This article describes the setup and use of DVB-S (sat TV) cards on Arch Linux.
- 1 Load required Modules
- 2 Additional firmware: OpenELEC DVB-firmware
- 3 Setup Permissions
- 4 Scanning channels
- 5 Switching channels
- 6 Software
- 7 Additional Resources
Load required Modules
You have to lookup the chipset of your specific card; tools likeAUR may help you.
Pinnacle PCTV Sat
This card uses bt878 and cx24110 as chipset.
Load them (under root) with:
# modprobe dvb-bt8xx # modprobe cx24110
If you want Arch to boot them on startup, add both modules to
Additional modules: S2-liplianin
However, there is not a working kernel module for all (especially newer) devices.
Igor M. Liplianin manages some additional modules at his mercurial repository.
First of all, you have to download and prepare the source code.
$ hg clone https://pikacode.com/liplianin/s2-liplianin
If you do not have installed mercurial, you will get an error message:
hg: command not found
You can either download the package here and extract it manually.and try the obove command again or download the source code from
After obtaining the code, change the working directory to the extracted folder:
$ cd s2-liplianin
Unfortunately not all modules of liplianin are compatible with recent kernels and cause some trouble if you want to compile them hence you have to exclude these modules from the build process (if you do not need them). You can choose which modules you want to build by executing:
$ make config
which will create a config file:
After that, you have to build the chosen modules:
If all configured modules were compiled successfully, you can install the modules at the kernel's default modules directory by executing:
# make install
After that, reboot your machine.
Additional firmware: OpenELEC DVB-firmware
The OpenELEC project provides additional firmware files for various DVB devices, eg. TechniSat SkyStar S2. To use these firmware files you can install either AUR or AUR.
To use your DVB-S card as user add him to the
# gpasswd -a [username] video
Most applications like szap or xine are needing a channel list created by scan, which is part of dvb-utils. You will find the dvb-utils package under the name.
scan needs an channel to initialize scanning. In
/usr/share/dvb/dvb-s/ are some files which contain these channels; you will need that one that fits the satellite you are watching from.
The following command will scan all channels and save them to
$ scan -x0 -t1 -s1 /usr/share/dvb/dvb-s/[your satellite] | tee channels.conf
AUR allows for automatic scanning of channels without configuration. Install it then issue:
# w_scan -c [your country] > ~/someChannels.conf
Alternatively you can also scan using the satellite position like 19.5E for Astra 1. Scans like that can be done as follows:
# w_scan -fs -s S19E5 > ~/someChannels.conf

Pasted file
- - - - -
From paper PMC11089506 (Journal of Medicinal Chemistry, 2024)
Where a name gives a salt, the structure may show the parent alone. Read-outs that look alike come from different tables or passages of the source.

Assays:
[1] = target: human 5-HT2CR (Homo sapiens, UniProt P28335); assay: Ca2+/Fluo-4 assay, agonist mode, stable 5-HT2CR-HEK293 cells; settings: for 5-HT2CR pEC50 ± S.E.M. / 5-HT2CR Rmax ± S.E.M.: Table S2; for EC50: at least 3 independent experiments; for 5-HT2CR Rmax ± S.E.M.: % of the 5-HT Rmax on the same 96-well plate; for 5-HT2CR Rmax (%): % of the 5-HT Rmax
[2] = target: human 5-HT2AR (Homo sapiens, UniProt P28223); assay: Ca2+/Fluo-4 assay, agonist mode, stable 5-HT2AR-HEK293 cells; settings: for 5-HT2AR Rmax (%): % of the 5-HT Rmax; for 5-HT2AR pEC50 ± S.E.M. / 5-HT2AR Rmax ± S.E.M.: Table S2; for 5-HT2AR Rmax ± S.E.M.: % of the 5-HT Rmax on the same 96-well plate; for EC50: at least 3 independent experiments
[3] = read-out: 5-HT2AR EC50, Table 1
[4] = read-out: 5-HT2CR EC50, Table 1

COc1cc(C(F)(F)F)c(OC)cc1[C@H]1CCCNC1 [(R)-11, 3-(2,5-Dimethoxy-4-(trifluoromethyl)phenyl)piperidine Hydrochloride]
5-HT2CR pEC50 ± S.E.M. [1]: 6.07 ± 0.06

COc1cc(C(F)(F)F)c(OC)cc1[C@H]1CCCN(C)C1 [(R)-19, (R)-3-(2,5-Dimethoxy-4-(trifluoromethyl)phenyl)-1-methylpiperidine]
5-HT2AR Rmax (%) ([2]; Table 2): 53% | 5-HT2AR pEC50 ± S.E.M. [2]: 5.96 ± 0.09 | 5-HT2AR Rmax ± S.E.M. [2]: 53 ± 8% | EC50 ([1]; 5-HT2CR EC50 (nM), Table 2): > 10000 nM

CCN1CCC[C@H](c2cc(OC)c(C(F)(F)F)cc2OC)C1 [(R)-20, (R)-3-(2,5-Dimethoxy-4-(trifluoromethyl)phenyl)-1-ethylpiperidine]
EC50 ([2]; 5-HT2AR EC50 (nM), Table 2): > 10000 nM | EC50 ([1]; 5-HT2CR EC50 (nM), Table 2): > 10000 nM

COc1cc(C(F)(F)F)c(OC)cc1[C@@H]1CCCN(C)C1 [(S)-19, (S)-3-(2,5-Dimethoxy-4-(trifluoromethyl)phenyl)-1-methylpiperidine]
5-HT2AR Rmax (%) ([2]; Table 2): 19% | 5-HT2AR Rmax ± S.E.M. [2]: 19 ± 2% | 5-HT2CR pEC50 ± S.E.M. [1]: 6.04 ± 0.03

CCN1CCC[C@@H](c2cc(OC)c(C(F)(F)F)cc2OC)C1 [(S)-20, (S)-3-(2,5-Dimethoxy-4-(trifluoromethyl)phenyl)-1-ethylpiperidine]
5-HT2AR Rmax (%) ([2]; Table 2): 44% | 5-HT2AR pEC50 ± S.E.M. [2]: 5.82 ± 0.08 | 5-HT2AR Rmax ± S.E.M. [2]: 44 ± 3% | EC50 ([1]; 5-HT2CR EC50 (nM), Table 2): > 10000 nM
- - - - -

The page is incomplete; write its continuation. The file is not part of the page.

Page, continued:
You can also add the -X flag to generate tzap/czap/xine output instead of vdr output.
# w_scan -X -c AU > ~/AustraliaChannels.conf
DiSEqC switch scanning (AKA multiple satellite LNB)
If you have a LNB with a DiSEqC switch in it you can manually select that using the -D option like so:
# w_scan -fs -s S23E5 -D 1c > ~/someChannels.conf
The above line should work but not all found channels where actually saved. The line below worked perfectly for me:
# w_scan -fs -s S23E5 -a 0 -D 1c -o 7 -e 2 > ~/someChannels.conf
By using zap, which comes with dvb-utils, you can switch channels, so you do not have to rely on the abilities of your player.
szap needs the channel file we created earlier; it will try
~/.szap/channels.conf by default. You can move the
channels.conf there or you can use the
"-c" command-line option.
Switching channels works like this:
$ szap -r [channel]
You can list all available channels with:
$ szap -q
Now you can watch the stream for example with xine:
$ xine -g stdin://mpeg2 < /dev/dvb/adapter0/dvr0
or with mplayer:
$ mplayer /dev/dvb/adapter0/dvr0
or with mplayer, but using DVB directly:
$ mplayer "dvb://RTL Television"
You can find all the channel names by running szap -q (assuming the channel list is also in ~/.szap/channels.conf).
Kaffeine is a really nice player; it supports EPG, time-shifting, and recording. Additionally Kaffeine has built-in channel-searching.
Install it with official repositories.from the
Importing channel list
- Linosaw.de provides channels.conf files for VDR
- conv2conf converts these files into kaffeine channel list format
Me-tv is a simple but powerfull dvb-viewer, supporting EPG, recording and channel-searching with a light-weight gui.
Klear is also a really nice player, but more than 4 years old (last release 2006). It supports EPG, time-shifting, and recording, videotext. Channel-searching is still missing. Install it from AUR: AUR[broken link: archived in aur-mirror].
Copy your channel file to
Watch a specific channel with following command:
$ xine dvb://[channel]
or use the playlist editor in Xine